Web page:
Two weeks ago when President Clinton introduced his "Middle-Class Bill of Rights," it was no surprise that college tuition relief was first on the list.

The steep cost of an education has become a problem for voters of all ages.The president's proposed $10,000 tax deduction for tuition is more generous than a Republican proposal that would increase the burden by making students newly responsible for interest accumulated while they were in school.

But - with a maximum saving of about $1,500 a year - it still isn't going to solve anything.

Clinton wants the support of young voters. He speaks with pride of the National Service Trust Act, which he signed into law last year.

There's just one problem. As pitched during the campaign, the act was to have three provisions. College students would be able to borrow money directly from the government, bypassing banks; graduates would be able to pay off loans in proportion to their incomes and those still in school could work off their debt through a program of national service.

Last year, when Clinton signed the program into law, young voters got their first chalky taste of the difference between campaign promises and political realities.

First, because such jobs are expensive to create, the service program will be available to only 100,000 students over five years - 2 percent of those expected to graduate during that time.

But more important, while the provision allowing lower monthly payments is sensible, that feature of the legislation is not retroactive. It offers no debt relief to students who have already graduated.

Why should college debt require a political solution? Because it is a political problem, created by the government.

When President Lyndon B. Johnson signed the Guaranteed Student Loan Act into law in 1965, it was never intended to become the whale-size program it is today. The short-term loans it offered had strict income requirements, and by the mid-1970s only a small number of students had taken advantage of it.

Then, in 1978, President Jimmy Carter signed the Middle Income Student Assistance Act into law. It removed the previous income restrictions so that a Kennedy kid could qualify for a guaranteed loan almost as easily as a Katzenjammer kid.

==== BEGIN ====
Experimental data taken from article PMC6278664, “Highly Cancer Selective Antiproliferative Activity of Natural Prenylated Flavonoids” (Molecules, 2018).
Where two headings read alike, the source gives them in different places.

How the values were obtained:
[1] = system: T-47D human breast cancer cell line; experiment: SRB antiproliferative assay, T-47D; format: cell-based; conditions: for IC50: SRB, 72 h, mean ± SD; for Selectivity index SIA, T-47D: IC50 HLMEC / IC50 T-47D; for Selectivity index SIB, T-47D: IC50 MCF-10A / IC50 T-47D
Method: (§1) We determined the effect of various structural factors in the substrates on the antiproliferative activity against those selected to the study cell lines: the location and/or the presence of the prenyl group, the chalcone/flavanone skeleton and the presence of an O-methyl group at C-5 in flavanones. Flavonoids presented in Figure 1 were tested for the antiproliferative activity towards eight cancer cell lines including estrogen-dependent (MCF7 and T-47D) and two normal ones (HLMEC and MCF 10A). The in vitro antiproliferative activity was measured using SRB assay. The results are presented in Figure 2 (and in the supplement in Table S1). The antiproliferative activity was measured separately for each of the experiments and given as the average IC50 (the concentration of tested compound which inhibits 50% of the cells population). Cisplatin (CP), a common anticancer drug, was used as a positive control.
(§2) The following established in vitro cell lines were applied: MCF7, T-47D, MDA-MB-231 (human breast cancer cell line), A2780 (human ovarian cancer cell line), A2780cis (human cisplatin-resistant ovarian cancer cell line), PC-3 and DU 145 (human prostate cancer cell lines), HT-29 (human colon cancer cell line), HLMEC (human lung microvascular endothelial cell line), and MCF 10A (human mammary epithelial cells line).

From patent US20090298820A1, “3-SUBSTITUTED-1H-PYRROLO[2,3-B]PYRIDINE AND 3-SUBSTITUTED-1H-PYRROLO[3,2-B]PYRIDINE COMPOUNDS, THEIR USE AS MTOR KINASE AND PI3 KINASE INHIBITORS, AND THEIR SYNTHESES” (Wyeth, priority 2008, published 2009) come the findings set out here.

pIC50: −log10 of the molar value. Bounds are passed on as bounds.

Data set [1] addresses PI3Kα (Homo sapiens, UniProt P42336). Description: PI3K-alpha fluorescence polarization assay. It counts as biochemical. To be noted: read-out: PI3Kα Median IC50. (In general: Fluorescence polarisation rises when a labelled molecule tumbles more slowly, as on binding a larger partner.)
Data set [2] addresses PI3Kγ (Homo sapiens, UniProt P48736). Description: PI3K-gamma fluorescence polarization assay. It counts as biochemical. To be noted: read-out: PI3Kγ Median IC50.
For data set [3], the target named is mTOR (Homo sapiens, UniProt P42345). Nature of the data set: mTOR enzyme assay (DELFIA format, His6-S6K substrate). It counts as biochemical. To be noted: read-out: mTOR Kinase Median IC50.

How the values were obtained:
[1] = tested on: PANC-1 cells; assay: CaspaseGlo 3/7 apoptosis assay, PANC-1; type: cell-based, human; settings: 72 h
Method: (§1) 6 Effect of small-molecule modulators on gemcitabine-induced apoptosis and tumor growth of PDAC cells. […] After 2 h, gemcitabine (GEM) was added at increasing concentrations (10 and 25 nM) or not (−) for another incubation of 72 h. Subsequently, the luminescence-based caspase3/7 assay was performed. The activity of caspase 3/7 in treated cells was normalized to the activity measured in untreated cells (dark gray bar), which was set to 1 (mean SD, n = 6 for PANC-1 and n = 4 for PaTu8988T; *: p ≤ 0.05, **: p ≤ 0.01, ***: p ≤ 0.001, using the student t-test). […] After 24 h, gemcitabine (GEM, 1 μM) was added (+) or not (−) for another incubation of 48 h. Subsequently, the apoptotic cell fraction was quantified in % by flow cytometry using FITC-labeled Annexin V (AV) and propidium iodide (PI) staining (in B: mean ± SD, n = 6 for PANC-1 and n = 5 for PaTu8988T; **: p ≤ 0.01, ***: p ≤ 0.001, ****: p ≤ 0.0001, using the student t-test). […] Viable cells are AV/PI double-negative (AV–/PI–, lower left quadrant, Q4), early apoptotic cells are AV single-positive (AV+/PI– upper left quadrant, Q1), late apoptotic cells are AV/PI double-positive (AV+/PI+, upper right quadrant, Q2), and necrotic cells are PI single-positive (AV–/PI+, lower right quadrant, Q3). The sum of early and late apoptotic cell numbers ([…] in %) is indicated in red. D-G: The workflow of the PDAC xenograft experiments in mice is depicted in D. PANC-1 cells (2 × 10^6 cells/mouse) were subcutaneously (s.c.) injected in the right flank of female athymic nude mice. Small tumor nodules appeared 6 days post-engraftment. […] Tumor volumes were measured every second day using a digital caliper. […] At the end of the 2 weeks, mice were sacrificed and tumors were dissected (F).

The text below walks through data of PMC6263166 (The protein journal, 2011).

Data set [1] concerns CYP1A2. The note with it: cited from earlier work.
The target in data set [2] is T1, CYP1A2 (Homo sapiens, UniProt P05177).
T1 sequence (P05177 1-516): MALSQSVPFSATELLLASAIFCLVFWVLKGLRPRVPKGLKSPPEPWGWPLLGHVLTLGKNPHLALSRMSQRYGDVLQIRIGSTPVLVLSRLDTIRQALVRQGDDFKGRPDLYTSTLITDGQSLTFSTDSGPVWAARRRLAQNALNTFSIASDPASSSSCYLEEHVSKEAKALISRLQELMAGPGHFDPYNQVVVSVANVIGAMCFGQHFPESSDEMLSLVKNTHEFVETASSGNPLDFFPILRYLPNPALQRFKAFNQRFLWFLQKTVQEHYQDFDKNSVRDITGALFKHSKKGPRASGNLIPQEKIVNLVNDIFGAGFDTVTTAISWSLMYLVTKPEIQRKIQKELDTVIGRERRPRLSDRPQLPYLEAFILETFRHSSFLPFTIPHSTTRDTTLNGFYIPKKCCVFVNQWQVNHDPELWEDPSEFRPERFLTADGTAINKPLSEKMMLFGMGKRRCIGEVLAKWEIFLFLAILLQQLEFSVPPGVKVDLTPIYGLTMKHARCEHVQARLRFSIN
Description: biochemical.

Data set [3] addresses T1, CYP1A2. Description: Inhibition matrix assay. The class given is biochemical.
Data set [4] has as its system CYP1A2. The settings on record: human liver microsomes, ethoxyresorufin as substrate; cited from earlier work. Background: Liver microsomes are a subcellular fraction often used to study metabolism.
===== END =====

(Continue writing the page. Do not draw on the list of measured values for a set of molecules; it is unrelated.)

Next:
The new policy made some people nervous. Fortune magazine warned, "Anything that makes it easier to pay tuition bills will also make it easier to raise tuition charges."

Fortune was right. Before 1978, tuition increases tended to run a percentage point or so behind inflation. By the 1980s, the increases were running at twice the inflation rate.

Yet average income growth remained stagnant, putting pressure on parents. This means that the burden could be lightened only by the students themselves taking out loans.

By 1990, the average college student was graduating $10,000 in the red, and many were facing far higher bills.

During the recession that began in 1990, many graduates were unable to repay the money. In 1992, the student loan default rate was 22 percent - twice what it had been 15 years before.

This isn't just a problem for kids. In this decade, defaults on guaranteed student loans have cost the government - and the taxpayers - close to $3 billion a year.

Overall, the loan program has been a boon for banks and colleges. Colleges had a problem at the end of the 1970s. Although the baby-boom generation was very big, the "baby bust" generation - kids born from about 1964 to 1975 - is very small.

So colleges, which had expanded, have charged students more money, subsidized by federal loans. As for banks, student loans are more profitable than home mortgages and car loans. Since the government is a co-signer, it must make good on bad loans immediately.

A 1992 congressional study found that many banks were declaring students in default prematurely, so eager were they to get their hands on the federal loot.

Never before have so many students come into the adult world already in the red. Young people are learning to save backward - not for the future but for a daunting expenditure made in the past.

In last month's elections, only 20 percent of voters under 30 went to the polls. In 1996, Clinton - or another candidate - could find a potent constituency in the millions of recent graduates, and their parents, who know government played a role in creating this problem.

They are still waiting for help in finding a solution.